For the record: Many Jewish people in general support Mel Gibson and many of Mel Gibson’s close friends are in fact Jewish – they in other words do not have a dog in this fight, they accepted his apology. Many non-Jewish people on the other hand have a preconceived notion that he is anti-Semitic and don’t like it. Mel Gibson is well aware of all of this, he is not asking the man: Are you Jewish. He is asking: Are you impartial, do you have an open mind or have you in fact already decided that I am guilty and is your agenda to lead the discussion that way and spread that preconceived notion further? Many Jewish and non-Jewish people keep revisiting this 2006 incident and Mel Gibson has every right to call them on partiality. He has every right in other words to ask people if they have a dog in this fight, or if they are willing to be open minded. And although some suggest it is shameful of him to defend himself or get irritated with THEM, he actually does not have an obligation to keep bowing his head and take beatings – just because they are shocked or irritated that he does not take on that role.
    Mel Gibson gets interviewed about 250 times during the promotion of this film, more than 99 % of the interviews are average, they don’t get mentioned, the few (literally) in which there is some irritation get re-run and re-run, with accompanying comments that lead us to believe he is acting “as a mad man” when he defends himself or gets irritated (like no-one else ever defends themselves, gets irritated or mutters a one-word profanity). This unbalanced reporting leads to a heavy misrepresentation of how he behaves in general and what he is like to be with. And that has been going on for a long time now. Everybody would get irritated by that at some point, whether they had misbehaved at one point or not. If they ask you to be fair and balanced, so should they. One incident in over 50 years of life for which he apologized is no match for the repeated hostility he gets met with, the demeaning and hurtful remarks he continually has to deal with, often delivered as so-called neutral remarks or just a joke. It is not Mel Gibson who is out of control, but the people who go on and on and show no remorse what so ever for doing so. And these people should not misrepresent their personal opinion that he is a bigot as a rational fact. If alcohol were a truth serum we could use it in court. It is not.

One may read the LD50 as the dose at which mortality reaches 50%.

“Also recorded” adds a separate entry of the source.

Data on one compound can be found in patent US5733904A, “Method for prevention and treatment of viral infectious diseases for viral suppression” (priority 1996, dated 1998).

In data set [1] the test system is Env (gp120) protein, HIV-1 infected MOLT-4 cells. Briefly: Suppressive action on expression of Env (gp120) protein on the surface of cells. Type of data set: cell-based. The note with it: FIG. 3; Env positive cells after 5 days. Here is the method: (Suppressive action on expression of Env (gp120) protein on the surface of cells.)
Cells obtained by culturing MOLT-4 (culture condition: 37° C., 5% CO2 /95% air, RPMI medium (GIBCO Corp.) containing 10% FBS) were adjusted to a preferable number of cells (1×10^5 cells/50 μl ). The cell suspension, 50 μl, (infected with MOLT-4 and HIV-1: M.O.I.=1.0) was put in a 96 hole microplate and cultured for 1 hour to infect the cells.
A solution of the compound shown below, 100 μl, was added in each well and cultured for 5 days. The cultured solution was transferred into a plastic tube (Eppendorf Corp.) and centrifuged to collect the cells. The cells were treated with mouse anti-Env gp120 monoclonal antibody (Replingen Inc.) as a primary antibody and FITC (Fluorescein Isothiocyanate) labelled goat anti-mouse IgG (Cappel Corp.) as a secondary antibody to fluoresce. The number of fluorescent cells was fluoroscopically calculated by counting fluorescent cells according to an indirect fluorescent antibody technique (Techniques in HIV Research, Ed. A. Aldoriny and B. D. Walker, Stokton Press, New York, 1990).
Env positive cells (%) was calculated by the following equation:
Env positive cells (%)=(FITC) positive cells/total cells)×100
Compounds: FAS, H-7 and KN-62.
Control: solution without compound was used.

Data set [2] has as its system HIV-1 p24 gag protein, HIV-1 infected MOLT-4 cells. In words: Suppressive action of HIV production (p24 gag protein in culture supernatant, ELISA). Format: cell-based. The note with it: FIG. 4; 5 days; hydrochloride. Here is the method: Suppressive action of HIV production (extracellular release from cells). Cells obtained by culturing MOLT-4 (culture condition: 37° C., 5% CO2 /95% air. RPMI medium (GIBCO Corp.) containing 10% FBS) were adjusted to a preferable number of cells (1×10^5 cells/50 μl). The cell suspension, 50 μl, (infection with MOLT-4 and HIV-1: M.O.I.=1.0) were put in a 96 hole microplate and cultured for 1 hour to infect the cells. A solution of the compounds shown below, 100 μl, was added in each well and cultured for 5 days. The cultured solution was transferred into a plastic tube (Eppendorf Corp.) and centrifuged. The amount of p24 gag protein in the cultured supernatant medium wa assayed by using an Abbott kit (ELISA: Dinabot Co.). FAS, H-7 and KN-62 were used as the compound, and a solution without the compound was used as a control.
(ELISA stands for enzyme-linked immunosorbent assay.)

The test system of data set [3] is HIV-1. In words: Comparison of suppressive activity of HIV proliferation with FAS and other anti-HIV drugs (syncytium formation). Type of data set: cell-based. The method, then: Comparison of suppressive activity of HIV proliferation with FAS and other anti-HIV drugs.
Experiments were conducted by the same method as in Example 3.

2. imperialistscum permalink
    March 7, 2010 12:49 am

    The only response I can give you is: read anything written or listen to anything said by his father. The apple does not fall far from the tree in this case.

  3. ni09 permalink
    March 7, 2010 1:43 pm

    Some people do things their parents way, others mature and form their own opinions and ways, as you acknowledge when you add ‘in his case’. It is presumptuous to presume to know which is which in Gibson’s case. If people want to speculate that Mel Gibson thinks like his father in these particular respects, that is their business, it is not an established fact however. And Hitchens presumption that he knows what the Church is about that Gibson attends, is actually in reality also just speculation, theorizing. Further, when Hitchens implies that Gibson exposes himself as an anti-Semite when he says that his father never lied to him, he is falsely assuming to know what discussions did and didn’t take place at Gibson’s home – or how specific matters were discussed – while he was growing up.
    Gibson himslef actually states that Antisemitism is a sin according to the tenet of his faith. To be racist in any form is a sin. He has also indicated on several occasions that he does not support the concept of the Jews as a group being cursed by God for the killing of Jesus. He in fact says that we are ALL to blame, HE himself is to blame, for the simple reason that, as he sees it, we all have the same dormant abilities. That is a theory of equality, not the opposite – and indeed, he produces and directs films that each time show different groups of people succumbing to hatred, including blue eyed gentiles. The common theme here is not a specific group, but brutality itself and the devastating effects it has on all occasions. Now, if people want to interpret his above mentioned statements as a lie, they are free to, but they should not either pretend it wasn’t said or present a picture that leaves it out of the equation. And that actually often happens. And again, people should also not present their personal opinion that Gibson is an anti-Semite as an established fact just because of what took place in 2006 during that drunken arrest. If alcohol were a truth serum we could use it in court. It is not. There are different plausible ways to interpret what happened that night.